Grief is the journey . . .

  Gratitude is the destination

  From Grief to Gratitude

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Distance and Death | How to Recover From Loss When You Can't Say Goodbye

Posted on January 21, 2018 at 12:45 AM

100 years ago, when someone died, it might take months for word to reach loved ones more than a few miles away. Not being at the funeral wasn’t shameful or something to regret, it was just a part of life. Today, however, news travels across the globe instantly and we feel obligated to react no matter where we are or what we are doing. But we can’t always do that.

Living outside of the country, insecure finances, and responsibilities at home can prevent our presence at end-of-life celebrations for those we love. Individuals undergoing inpatient drug or alcohol abuse treatment may also be unable to interrupt rehabilitation at its most crucial point. Here are a few tips on how to ease into the healing process when distance is a barrier to the support you so desperately need.

Make the best of technology.

Technology makes it easy to hear hard news but it can also work to bring you together with your surviving loved ones when someone dies. In addition to helping you stay connected, tools such as Facebook Live can actually help you witness your family or friend’s final farewell. Frazer Consultants suggests that funeral homes use FB Live to educate families about end-of-life services, but it can also be used to live stream the funeral. While some may consider it in poor taste, videoing a funeral service is not a new idea. Webcasting was first introduced to the industry back in 2002 and today, more than half of all funeral services are broadcast online.

Help with planning.

Even if you cannot be in the same room with your family, you can take some of the pressure off them by planning aspects of the service or dealing with insurance and other legal matters. If you loved one played sports, for instance, you might put together a video compilation of their greatest on-field achievements to play at the memorial.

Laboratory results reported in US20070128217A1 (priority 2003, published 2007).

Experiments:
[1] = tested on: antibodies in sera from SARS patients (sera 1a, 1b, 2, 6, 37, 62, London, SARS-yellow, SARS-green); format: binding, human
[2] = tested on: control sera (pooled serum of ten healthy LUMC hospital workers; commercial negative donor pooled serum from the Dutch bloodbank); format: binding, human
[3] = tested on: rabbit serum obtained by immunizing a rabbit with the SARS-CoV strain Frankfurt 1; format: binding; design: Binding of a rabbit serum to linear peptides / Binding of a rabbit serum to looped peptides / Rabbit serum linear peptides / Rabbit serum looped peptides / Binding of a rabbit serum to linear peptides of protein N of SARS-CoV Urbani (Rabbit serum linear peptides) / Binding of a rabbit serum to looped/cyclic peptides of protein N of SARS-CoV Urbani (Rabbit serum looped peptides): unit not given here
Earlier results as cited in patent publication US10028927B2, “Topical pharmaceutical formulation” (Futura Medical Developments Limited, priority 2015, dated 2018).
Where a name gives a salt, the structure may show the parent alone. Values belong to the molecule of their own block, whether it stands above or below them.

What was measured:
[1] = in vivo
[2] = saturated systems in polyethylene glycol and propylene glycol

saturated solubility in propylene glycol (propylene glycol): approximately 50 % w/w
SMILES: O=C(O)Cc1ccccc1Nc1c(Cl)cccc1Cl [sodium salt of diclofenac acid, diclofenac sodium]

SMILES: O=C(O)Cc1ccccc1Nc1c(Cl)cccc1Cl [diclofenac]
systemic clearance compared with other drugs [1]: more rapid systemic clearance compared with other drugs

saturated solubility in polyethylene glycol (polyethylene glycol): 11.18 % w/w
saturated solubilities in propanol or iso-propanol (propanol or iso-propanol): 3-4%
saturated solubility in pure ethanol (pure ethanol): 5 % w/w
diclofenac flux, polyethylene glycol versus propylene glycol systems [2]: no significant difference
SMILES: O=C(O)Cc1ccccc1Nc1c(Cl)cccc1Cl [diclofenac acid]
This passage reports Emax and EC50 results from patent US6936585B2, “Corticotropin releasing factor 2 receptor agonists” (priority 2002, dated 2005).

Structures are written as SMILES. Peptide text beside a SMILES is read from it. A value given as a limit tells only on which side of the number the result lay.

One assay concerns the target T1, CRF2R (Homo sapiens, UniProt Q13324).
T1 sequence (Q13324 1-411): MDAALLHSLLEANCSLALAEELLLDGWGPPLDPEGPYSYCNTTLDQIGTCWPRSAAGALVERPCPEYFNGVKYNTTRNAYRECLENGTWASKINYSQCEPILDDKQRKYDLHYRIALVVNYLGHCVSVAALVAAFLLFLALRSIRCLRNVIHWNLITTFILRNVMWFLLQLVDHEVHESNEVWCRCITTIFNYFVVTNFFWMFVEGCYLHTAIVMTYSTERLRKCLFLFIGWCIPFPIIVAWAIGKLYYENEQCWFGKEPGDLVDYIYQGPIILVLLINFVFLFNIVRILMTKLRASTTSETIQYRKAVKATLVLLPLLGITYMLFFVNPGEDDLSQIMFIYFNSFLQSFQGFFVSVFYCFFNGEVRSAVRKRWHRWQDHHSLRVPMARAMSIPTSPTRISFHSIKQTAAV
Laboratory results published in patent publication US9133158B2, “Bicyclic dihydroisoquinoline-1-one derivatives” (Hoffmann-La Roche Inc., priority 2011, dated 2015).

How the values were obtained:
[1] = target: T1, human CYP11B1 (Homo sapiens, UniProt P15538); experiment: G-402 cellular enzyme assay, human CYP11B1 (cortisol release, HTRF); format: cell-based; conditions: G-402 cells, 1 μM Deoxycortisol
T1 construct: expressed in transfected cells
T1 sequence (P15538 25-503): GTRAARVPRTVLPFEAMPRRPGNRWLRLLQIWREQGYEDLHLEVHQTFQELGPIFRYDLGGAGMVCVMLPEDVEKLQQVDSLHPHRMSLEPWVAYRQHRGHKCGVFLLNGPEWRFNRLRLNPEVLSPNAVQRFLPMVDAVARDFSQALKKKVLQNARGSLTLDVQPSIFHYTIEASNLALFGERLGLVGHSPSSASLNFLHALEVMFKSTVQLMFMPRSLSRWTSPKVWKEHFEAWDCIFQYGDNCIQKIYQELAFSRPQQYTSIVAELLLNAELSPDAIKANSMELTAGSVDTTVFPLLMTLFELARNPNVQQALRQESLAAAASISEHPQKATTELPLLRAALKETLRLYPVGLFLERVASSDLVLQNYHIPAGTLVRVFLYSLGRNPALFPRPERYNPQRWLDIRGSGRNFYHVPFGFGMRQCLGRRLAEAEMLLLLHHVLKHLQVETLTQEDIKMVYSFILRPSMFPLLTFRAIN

Focus on your emotional wellbeing.

It isn’t selfish to feel depressed or down-and-out after a loved one passes. It’s expected. But being far away can exacerbate these feelings and add to them feelings of guilt and isolation. This is especially true for recovering addicts, who must make self-care a priority each and every day. explains that, “Everything you do can be tied to your mental health…” This means that you must continue to make positive choices despite your anguish. Don’t be afraid to connect with others in your position who are physically close by. You will benefit from having a caring support network. Your faraway family will also benefit knowing that you are taking steps to prevent relapse.

Do something to honor your loved one’s memory.

Not having the opportunity to say farewell doesn’t mean you can’t release yourself from the pain of loss. One of the most therapeutic ways to do this is to create your own memorial in honor of the departed. A memorial scholarship is an excellent way to ensure your loved one’s memory remains. While it can be pricey (Kiplinger notes that college endowment funds are $1,000 at the lowest end and more than $100,000 on the high side). However, you can pledge money to a private, local, or non-profit group in much lower amounts and still make an impact in their name. The Humane Society, elementary schools, and even youth sports organizations will often accept a memorial donation.

No matter how you choose to grieve and honor the ones you’ve lost, remember that distance does not define your love for them. You will do your loved one no favors by falling into unhealthy patterns or engaging in risky behaviors. Stay in touch with remaining family and say goodbye in your own way. Take heart that they will be smiling you from their ethereal existence knowing that you still care.


By Janice Miller, Contributing Author.  Janice Miller has always been an advocate for ensuring safety. It started just in the community, in a physical neighborhood but the more she engaged herself online she has found that there is a need to ensure safety on the interweb as well. When she isn’t writing for, Ms. Miller fosters dogs and helps place them with forever homes.

Categories: Message of Hope

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